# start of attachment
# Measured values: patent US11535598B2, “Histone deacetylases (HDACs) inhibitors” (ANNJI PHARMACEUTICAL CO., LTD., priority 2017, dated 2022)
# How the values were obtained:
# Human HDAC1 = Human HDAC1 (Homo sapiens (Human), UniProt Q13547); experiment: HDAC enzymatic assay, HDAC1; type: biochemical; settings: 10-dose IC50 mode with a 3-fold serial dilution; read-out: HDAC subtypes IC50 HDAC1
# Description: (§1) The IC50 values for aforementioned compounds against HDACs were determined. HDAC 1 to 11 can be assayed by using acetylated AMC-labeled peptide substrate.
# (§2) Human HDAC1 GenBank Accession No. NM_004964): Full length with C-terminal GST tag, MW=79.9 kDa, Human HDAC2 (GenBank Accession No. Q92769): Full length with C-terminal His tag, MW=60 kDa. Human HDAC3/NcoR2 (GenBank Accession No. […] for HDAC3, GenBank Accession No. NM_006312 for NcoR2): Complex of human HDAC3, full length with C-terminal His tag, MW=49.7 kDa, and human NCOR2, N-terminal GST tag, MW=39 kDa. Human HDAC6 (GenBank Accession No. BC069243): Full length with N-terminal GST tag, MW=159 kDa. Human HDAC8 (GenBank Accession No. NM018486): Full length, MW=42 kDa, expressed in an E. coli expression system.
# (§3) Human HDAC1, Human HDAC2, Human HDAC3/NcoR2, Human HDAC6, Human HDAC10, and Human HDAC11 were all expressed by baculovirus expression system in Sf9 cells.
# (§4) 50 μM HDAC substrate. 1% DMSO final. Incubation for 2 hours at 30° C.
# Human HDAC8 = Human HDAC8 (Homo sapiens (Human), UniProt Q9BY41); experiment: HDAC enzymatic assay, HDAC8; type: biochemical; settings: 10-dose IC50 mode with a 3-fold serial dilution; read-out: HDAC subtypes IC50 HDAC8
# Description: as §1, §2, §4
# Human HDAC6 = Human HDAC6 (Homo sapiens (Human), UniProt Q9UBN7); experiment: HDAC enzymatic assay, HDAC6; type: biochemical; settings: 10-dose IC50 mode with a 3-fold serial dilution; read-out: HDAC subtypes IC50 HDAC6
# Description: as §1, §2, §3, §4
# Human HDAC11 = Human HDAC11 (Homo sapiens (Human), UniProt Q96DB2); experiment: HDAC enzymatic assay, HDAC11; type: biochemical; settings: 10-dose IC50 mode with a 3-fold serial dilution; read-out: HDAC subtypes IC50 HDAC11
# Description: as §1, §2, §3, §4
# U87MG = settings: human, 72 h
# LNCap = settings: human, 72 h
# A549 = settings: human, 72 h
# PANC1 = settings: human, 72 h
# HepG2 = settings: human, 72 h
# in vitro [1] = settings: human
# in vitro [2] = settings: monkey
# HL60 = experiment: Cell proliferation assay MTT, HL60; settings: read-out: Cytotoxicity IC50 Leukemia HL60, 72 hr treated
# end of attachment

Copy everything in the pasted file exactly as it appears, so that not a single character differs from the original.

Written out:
# Measured values: patent US11535598B2, “Histone deacetylases (HDACs) inhibitors” (ANNJI PHARMACEUTICAL CO., LTD., priority 2017, dated 2022)
# How the values were obtained:
# Human HDAC1 = Human HDAC1 (Homo sapiens (Human), UniProt Q13547); experiment: HDAC enzymatic assay, HDAC1; type: biochemical; settings: 10-dose IC50 mode with a 3-fold serial dilution; read-out: HDAC subtypes IC50 HDAC1
# Description: (§1) The IC50 values for aforementioned compounds against HDACs were determined. HDAC 1 to 11 can be assayed by using acetylated AMC-labeled peptide substrate.
# (§2) Human HDAC1 GenBank Accession No. NM_004964): Full length with C-terminal GST tag, MW=79.9 kDa, Human HDAC2 (GenBank Accession No. Q92769): Full length with C-terminal His tag, MW=60 kDa. Human HDAC3/NcoR2 (GenBank Accession No. […] for HDAC3, GenBank Accession No. NM_006312 for NcoR2): Complex of human HDAC3, full length with C-terminal His tag, MW=49.7 kDa, and human NCOR2, N-terminal GST tag, MW=39 kDa. Human HDAC6 (GenBank Accession No. BC069243): Full length with N-terminal GST tag, MW=159 kDa. Human HDAC8 (GenBank Accession No. NM018486): Full length, MW=42 kDa, expressed in an E. coli expression system.
# (§3) Human HDAC1, Human HDAC2, Human HDAC3/NcoR2, Human HDAC6, Human HDAC10, and Human HDAC11 were all expressed by baculovirus expression system in Sf9 cells.
# (§4) 50 μM HDAC substrate. 1% DMSO final. Incubation for 2 hours at 30° C.
# Human HDAC8 = Human HDAC8 (Homo sapiens (Human), UniProt Q9BY41); experiment: HDAC enzymatic assay, HDAC8; type: biochemical; settings: 10-dose IC50 mode with a 3-fold serial dilution; read-out: HDAC subtypes IC50 HDAC8
# Description: as §1, §2, §4
# Human HDAC6 = Human HDAC6 (Homo sapiens (Human), UniProt Q9UBN7); experiment: HDAC enzymatic assay, HDAC6; type: biochemical; settings: 10-dose IC50 mode with a 3-fold serial dilution; read-out: HDAC subtypes IC50 HDAC6
# Description: as §1, §2, §3, §4
# Human HDAC11 = Human HDAC11 (Homo sapiens (Human), UniProt Q96DB2); experiment: HDAC enzymatic assay, HDAC11; type: biochemical; settings: 10-dose IC50 mode with a 3-fold serial dilution; read-out: HDAC subtypes IC50 HDAC11
# Description: as §1, §2, §3, §4
# U87MG = settings: human, 72 h
# LNCap = settings: human, 72 h
# A549 = settings: human, 72 h
# PANC1 = settings: human, 72 h
# HepG2 = settings: human, 72 h
# in vitro [1] = settings: human
# in vitro [2] = settings: monkey
# HL60 = experiment: Cell proliferation assay MTT, HL60; settings: read-out: Cytotoxicity IC50 Leukemia HL60, 72 hr treated